Tag Archives: free verse

On the Whanganui River

I grasp the moment
the way I grasp this paddle –
as lightly as I can,
knuckles still white.

The weight of time
is my ballast –
the ghost of a seal hunter
cutting through ice water.

No glacier-melt here.
The river gorge is a leaking boat
letting in sunlight
to leave me soaking hot.

On the stony sandbank
an installation of
driftwood sculptures
lies artfully abandoned.

Among the tree ferns
and rata vines
cicadas complain incessantly
about the heat.

A harrier hawk rises like a hymn
at the note of my paddle
and then is gone.

(C) Helen Lewis, 2006

______________________________

The Whanganui River is on the North Island of New Zealand. Here’s a link to a couple of short videos about the canoe journey down the Whanganui.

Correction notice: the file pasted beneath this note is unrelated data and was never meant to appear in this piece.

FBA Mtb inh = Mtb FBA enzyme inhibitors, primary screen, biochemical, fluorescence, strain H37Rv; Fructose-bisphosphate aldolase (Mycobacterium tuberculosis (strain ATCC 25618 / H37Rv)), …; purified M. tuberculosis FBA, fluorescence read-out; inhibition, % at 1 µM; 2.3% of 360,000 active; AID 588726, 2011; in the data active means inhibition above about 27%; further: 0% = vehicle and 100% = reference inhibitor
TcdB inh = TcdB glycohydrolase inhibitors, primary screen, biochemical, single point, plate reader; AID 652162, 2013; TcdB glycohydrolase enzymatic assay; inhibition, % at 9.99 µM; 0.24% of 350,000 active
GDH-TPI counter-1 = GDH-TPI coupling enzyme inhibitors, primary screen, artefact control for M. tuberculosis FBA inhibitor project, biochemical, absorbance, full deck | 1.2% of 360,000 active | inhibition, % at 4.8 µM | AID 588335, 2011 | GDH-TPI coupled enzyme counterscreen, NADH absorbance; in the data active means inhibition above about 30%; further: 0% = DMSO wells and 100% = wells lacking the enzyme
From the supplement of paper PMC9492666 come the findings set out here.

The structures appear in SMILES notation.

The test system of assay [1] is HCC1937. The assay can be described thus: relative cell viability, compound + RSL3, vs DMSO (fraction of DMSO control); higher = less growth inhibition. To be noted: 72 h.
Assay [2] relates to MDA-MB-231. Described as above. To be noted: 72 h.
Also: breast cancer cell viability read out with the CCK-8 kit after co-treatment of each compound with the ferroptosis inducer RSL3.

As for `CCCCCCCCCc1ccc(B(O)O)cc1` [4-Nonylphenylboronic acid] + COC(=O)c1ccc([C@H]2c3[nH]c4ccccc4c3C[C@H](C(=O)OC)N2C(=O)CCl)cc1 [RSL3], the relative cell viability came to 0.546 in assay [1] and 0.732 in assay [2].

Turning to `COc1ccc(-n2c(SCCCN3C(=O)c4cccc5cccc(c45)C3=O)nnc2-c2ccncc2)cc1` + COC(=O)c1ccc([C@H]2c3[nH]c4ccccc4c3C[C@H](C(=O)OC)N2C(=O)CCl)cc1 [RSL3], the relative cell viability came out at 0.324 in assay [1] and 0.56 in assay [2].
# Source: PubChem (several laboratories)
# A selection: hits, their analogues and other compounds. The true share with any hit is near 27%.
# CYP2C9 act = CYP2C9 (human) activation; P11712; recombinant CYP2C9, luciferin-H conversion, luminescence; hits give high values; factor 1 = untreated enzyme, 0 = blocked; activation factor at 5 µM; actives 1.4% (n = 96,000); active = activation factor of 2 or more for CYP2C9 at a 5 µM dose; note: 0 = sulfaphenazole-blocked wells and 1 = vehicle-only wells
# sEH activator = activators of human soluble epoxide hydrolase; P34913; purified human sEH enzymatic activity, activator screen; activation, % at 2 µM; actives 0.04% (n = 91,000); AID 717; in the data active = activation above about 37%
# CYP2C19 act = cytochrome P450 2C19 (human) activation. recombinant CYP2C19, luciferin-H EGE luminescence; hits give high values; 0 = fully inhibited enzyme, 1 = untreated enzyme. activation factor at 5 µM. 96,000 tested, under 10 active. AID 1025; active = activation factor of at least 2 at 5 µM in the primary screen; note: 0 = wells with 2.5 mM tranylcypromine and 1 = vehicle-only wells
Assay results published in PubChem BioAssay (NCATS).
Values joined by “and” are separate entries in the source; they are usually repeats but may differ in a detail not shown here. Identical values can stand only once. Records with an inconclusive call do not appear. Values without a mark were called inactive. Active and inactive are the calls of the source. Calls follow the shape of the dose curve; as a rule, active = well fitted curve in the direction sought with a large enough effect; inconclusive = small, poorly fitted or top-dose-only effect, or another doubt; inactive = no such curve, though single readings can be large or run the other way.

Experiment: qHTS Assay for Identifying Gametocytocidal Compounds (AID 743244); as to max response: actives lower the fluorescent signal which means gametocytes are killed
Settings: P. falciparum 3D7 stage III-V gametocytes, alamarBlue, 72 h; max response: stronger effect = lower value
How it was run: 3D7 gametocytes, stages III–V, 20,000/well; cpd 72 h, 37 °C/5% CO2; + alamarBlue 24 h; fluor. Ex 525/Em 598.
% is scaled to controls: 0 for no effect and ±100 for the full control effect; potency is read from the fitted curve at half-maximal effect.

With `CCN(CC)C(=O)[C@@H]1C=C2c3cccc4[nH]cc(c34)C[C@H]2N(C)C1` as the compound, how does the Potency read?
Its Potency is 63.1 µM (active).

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The Matrix

 

You know that bit

in The Matrix

where Neo wakes up

on a bunk bed,

head shaved,

cheeks like rice paper?

 

Remember how his fingers

scan the back of his skull

like a child reading Braille

and stop

when they find the hole?

 

That’s when he knows

for certain

he’s no longer dreaming.

 

I keep on feeling

the back of my head

but so far,

nothing.

 

© Helen Lewis, 2006


‘How to…’ or ‘A woman’s guide to flirting’

 

How to send an astronaut into orbit:

            Ask him how much thrust his rocket produces.

                        Tell him he’s go for insertion.

                                    Show him you can perform a docking manoeuvre.

 

How to inflame a fireman:

            Ask him if you can try on his helmet.

                        Tell him you like his hose.

                                    Show him you can administer mouth-to-mouth.

 

How to sweet-talk a chef: